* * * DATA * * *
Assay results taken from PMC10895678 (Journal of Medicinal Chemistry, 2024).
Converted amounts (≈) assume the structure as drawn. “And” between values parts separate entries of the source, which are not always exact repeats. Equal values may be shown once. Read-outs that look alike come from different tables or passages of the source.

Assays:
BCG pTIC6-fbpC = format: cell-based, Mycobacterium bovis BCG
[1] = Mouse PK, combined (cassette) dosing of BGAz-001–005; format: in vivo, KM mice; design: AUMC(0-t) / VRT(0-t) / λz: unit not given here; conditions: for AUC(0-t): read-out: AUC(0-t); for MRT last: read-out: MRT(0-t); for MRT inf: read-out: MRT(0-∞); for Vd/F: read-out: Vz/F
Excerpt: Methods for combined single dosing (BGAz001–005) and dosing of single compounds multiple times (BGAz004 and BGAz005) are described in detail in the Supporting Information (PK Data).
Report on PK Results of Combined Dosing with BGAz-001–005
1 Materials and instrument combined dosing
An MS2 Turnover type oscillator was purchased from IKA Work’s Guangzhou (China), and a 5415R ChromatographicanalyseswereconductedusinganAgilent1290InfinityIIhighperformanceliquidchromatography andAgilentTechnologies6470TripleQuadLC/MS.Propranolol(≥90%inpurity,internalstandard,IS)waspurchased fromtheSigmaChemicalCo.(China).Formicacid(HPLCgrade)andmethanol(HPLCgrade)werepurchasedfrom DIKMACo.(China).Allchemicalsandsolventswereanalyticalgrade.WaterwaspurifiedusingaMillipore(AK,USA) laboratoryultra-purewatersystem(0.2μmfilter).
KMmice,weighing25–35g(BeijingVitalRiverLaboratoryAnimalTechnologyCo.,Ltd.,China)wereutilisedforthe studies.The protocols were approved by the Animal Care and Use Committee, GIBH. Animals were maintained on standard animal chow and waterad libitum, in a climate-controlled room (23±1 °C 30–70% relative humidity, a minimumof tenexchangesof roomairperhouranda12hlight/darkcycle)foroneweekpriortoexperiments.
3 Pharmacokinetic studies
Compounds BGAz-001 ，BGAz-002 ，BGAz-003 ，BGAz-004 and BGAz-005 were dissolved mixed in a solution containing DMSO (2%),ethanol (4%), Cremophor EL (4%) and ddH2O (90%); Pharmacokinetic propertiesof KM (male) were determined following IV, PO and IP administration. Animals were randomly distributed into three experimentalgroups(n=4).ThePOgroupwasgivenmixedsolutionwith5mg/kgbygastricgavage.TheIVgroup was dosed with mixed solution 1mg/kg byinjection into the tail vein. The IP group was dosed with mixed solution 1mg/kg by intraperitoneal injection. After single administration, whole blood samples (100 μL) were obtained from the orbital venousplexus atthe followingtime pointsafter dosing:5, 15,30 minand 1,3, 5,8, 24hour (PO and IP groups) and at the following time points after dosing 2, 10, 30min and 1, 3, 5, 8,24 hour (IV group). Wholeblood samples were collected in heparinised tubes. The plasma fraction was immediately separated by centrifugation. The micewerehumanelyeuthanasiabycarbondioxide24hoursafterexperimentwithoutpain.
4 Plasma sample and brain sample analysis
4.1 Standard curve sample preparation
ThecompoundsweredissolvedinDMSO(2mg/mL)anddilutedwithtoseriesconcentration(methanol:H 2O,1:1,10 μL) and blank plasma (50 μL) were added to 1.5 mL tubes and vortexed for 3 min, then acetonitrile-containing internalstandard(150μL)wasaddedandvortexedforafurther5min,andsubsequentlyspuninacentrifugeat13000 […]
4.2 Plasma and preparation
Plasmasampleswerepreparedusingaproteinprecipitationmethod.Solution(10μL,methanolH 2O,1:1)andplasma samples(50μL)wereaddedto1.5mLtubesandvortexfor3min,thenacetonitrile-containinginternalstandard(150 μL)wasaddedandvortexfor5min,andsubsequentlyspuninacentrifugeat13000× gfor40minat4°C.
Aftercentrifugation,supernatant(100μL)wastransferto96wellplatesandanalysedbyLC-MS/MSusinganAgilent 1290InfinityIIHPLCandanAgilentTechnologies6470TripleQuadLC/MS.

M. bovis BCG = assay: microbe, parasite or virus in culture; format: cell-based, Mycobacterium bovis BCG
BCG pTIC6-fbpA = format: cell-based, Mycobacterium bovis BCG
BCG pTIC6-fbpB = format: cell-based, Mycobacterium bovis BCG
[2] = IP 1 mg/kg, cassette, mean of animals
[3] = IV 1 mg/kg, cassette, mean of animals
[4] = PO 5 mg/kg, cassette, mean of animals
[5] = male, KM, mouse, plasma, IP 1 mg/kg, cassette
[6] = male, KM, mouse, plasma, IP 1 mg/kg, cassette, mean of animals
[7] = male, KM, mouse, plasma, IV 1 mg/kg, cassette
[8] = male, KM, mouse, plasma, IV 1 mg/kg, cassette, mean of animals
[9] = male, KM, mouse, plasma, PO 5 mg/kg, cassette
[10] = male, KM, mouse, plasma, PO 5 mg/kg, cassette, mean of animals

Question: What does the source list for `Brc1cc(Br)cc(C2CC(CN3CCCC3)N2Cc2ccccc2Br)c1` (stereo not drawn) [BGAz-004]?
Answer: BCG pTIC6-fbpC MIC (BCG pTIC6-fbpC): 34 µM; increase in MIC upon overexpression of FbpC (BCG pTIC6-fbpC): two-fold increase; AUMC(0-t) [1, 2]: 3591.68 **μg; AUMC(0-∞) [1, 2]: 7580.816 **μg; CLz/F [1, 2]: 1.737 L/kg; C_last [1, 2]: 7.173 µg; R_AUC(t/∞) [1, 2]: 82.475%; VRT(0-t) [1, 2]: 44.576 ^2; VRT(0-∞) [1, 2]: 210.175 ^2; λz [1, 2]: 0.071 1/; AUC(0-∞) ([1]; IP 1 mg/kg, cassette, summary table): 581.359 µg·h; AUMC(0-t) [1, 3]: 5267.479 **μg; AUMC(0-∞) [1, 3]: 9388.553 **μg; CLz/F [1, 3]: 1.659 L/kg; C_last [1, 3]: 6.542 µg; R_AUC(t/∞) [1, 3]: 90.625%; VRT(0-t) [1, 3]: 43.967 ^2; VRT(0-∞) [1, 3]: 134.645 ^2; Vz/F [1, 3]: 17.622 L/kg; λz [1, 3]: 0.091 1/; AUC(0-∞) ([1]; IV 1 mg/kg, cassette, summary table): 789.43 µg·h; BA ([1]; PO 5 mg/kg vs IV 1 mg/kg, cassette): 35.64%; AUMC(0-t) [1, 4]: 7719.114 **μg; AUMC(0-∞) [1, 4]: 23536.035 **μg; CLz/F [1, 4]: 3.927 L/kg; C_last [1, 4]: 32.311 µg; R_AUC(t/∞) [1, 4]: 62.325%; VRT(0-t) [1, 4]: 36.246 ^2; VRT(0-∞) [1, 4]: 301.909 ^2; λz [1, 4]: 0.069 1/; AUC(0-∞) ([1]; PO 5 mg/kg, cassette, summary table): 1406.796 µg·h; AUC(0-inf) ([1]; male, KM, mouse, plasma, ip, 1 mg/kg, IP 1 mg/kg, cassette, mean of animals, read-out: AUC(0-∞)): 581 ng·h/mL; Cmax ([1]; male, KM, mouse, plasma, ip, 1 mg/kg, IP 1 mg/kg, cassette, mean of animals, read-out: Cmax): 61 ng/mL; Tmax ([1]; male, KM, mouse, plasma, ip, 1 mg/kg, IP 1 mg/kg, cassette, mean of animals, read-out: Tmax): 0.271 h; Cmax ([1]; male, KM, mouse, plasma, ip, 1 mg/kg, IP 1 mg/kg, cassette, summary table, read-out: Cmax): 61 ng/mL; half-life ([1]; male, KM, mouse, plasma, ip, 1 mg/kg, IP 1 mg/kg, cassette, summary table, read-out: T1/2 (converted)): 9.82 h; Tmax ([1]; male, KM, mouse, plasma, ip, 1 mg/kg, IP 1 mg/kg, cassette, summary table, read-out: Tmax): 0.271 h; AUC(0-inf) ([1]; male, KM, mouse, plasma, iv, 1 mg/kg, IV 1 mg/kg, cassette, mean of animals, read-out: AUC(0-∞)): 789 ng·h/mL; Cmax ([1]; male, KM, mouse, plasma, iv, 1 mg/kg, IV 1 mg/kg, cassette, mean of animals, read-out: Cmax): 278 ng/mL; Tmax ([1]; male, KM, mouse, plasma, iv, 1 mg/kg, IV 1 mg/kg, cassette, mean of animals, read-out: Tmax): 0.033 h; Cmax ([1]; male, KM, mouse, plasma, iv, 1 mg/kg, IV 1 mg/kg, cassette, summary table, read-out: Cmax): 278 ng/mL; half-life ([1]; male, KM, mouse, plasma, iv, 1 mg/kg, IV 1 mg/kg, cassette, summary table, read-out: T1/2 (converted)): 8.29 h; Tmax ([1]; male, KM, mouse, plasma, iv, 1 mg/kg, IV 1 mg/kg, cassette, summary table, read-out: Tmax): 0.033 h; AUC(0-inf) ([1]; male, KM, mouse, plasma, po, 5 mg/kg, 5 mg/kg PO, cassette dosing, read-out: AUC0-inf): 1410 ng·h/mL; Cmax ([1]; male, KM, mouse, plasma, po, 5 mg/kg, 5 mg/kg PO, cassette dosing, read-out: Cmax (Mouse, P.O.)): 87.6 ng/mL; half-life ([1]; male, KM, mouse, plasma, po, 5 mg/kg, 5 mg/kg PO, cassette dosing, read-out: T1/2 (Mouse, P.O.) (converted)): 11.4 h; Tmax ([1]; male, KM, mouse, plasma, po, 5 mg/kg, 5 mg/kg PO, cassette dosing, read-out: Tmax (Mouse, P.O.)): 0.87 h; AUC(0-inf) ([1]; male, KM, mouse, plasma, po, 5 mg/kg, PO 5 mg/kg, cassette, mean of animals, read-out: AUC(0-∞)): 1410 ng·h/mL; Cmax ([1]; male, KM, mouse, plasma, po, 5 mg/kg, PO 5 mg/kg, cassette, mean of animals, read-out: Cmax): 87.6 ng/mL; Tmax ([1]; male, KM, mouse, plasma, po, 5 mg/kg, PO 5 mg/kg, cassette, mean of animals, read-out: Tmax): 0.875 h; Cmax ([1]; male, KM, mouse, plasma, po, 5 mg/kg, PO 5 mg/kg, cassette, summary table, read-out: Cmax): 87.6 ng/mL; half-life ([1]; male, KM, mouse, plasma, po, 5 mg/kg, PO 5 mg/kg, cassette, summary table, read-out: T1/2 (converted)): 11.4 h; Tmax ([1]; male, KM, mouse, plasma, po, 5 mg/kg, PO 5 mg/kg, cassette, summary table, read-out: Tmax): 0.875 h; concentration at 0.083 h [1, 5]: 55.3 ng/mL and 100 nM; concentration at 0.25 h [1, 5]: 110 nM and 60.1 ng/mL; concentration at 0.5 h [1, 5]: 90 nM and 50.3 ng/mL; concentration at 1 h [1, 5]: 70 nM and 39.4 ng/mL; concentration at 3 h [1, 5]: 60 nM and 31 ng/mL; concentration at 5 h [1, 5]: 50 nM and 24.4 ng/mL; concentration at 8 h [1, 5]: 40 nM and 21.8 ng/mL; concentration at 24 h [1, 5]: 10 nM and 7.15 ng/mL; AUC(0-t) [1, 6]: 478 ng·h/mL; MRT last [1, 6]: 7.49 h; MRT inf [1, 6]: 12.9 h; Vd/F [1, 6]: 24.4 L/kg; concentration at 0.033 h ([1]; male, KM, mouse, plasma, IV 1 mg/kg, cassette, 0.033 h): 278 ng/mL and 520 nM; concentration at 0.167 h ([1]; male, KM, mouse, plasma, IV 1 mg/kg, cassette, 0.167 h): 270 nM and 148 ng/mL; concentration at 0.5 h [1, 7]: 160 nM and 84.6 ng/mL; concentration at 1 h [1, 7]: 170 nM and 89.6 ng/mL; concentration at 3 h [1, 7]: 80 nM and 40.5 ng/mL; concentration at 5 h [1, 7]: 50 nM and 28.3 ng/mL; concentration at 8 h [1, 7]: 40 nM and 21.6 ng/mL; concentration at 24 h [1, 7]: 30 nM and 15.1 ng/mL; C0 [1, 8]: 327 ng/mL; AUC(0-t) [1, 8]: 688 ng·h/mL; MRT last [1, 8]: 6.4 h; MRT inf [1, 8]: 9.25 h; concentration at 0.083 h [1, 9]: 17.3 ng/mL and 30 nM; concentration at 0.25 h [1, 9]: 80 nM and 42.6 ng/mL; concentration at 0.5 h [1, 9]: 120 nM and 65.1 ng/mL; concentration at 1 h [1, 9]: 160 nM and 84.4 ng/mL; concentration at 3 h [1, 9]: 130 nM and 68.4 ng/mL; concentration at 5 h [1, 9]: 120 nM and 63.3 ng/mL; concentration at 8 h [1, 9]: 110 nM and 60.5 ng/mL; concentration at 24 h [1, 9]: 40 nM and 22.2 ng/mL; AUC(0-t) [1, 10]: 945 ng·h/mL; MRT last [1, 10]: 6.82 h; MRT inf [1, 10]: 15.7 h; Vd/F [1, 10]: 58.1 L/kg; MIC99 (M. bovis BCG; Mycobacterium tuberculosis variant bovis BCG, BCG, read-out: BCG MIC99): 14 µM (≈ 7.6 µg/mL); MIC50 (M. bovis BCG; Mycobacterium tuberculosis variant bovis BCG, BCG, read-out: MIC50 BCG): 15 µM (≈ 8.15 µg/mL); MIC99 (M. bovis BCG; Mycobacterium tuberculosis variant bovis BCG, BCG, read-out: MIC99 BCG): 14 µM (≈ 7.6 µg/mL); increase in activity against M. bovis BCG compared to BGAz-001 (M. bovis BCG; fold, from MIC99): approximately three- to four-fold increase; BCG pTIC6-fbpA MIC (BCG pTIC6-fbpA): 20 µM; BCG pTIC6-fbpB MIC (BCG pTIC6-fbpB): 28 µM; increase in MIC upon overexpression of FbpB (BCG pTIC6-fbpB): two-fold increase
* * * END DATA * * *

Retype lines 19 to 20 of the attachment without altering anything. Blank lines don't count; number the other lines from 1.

M. bovis BCG = assay: microbe, parasite or virus in culture; format: cell-based, Mycobacterium bovis BCG
BCG pTIC6-fbpA = format: cell-based, Mycobacterium bovis BCG